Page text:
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Highland Coastal Communities Fund to help NC500 infrastructure and John O'Groats Trail development

By John Davidson

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Councillor Trish Robertson congratulated the successful bidders.
Councillor Trish Robertson congratulated the successful bidders.

Cash to help improve the John O'Groats Trail and investment to alleviate some problems associated with tourism pressures on the North Coast 500 are among the projects to benefit from the Highland Coastal Communities Fund.

Highland Council has agreed to provide more than £313,000 of grant support to six community-led projects.

The new fund is designed to support economic regeneration and sustainable development around coastal areas in the region. The fund is derived from revenue generated by Scottish Government Crown Estate marine assets.

There has been an overall allocation to Highland of £3,034,703, which represents two years of allocations from the Scottish Government. The Highland Coastal Communities Fund sub-committee has responsibility for allocating the £355,205.57 ring-fenced for strategic projects/local area top-ups as required.

Among the recipients of the fund is the North Highland Initiative, which has been awarded £30,000 to help deliver a small-scale grant programme for community infrastructure projects in Caithness, Sutherland and Ross and Cromarty.

The grants will focus on projects that support community wellbeing and resilience and aim to alleviate pressures caused by the increased number of “staycations”, specific pressures caused by the NC500, and the impact of Covid on fragile rural communities.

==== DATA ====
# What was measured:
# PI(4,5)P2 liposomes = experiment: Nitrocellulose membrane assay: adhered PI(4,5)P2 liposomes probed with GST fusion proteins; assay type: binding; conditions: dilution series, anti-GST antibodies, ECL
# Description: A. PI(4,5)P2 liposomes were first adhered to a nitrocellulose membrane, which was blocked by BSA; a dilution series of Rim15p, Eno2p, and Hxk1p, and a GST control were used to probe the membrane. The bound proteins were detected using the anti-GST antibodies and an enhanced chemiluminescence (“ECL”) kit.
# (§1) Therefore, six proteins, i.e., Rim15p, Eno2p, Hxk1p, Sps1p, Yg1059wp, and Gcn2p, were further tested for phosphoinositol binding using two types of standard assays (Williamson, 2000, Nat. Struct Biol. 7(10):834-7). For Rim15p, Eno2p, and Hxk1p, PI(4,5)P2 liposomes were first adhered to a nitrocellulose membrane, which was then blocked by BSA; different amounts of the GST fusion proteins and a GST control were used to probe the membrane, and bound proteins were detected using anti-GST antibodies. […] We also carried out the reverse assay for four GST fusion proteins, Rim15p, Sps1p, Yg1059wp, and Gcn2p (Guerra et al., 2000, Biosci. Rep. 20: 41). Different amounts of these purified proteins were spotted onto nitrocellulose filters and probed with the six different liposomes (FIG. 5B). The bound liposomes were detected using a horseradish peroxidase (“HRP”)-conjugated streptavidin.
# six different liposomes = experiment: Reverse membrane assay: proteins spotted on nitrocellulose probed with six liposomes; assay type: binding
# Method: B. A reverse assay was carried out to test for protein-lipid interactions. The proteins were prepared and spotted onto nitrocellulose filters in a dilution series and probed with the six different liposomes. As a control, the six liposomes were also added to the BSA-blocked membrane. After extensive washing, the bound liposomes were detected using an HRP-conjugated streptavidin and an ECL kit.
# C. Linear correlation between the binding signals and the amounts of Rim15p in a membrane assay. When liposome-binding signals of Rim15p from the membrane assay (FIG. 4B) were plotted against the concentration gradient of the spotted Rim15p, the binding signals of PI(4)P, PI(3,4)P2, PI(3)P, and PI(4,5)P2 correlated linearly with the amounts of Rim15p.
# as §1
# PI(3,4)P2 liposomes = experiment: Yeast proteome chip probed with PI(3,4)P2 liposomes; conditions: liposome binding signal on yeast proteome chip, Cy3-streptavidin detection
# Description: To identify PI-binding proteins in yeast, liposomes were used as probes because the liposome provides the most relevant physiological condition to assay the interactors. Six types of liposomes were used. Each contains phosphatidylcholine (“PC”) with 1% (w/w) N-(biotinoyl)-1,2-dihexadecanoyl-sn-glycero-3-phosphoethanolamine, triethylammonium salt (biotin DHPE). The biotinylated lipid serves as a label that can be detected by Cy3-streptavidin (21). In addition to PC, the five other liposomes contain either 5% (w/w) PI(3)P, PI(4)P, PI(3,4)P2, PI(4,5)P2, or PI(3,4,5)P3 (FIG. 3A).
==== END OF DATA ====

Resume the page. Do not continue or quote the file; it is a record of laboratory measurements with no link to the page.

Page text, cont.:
A total of £54,250 has been awarded to the North West Highland Geopark to establish a marine heritage trail along the west coast from Ullapool to Skerray.

The project aims to create a new website providing interactive digital maps and key information on the marine heritage trail; a trail leaflet, learning resources for local schools, three geo-pods providing signage/information points along the trail; and a training programme for local businesses about how to capitalise and help promote sustainable tourism.

The Association of Northern Trails (ANTs) – a charity which acts as the Friends of the John O'Groats Trail – has been successful in a bid for £67,720 to establish a business case which will allow it to apply for major capital funding to improve the trail.

Consultants will be procured to carry out a comprehensive community consultation with all community councils, consult and liaise with landowners regarding agreements/consents, audit of the trail, feasibility study, design concepts, business plan, and equalities impact assessment.

The Highland Food & Drink Club will receive £30,000 to promote local food and drinks produce by hosting “Supper Clubs” which will take place in a range of venues throughout the Highlands. The funding will be used to employ a marketing officer to help establish and promote the Supper Club which will aim to provide an opportunity for businesses to network and showcase local produce, which in turn will support the local economy.

The Moray Firth Coastal Partnership has been awarded £86,784 towards the employment of a marine conservation and engagement co-ordinator. The two-year post will deliver a range of marine conservation and community engagement work including beach clean-ups, community workshops, liaison with businesses and educational work with all primary schools in Highland.

The sixth grant award approved was for £45,000 to Sutherland Outdoor Activities Project towards improvements to cycling and walking trails between Brora and Golspie. The series of works includes the construction of 2km of new all-abilities path sections, maintenance of existing Wildcat Trails and the creation of a skills area for off-road cycling at Rhives.

Cllr Trish Robertson, chair of the fund sub-committee, said: “I congratulate the successful groups for all the work they have done so far. Although each project is very different, they all share the goal of wanting to make a difference and bring benefits to their communities.

"They also all have great potential to bring a very welcome boost to our coastal communities and play a part in the wider economic recovery of the Highlands. I wish them all well as they now move forward with their plans.”

Applications from Broadford & Strath Community Company and Camuscross & Duisdale Initiative were deferred along with feedback from the sub-committee provided.

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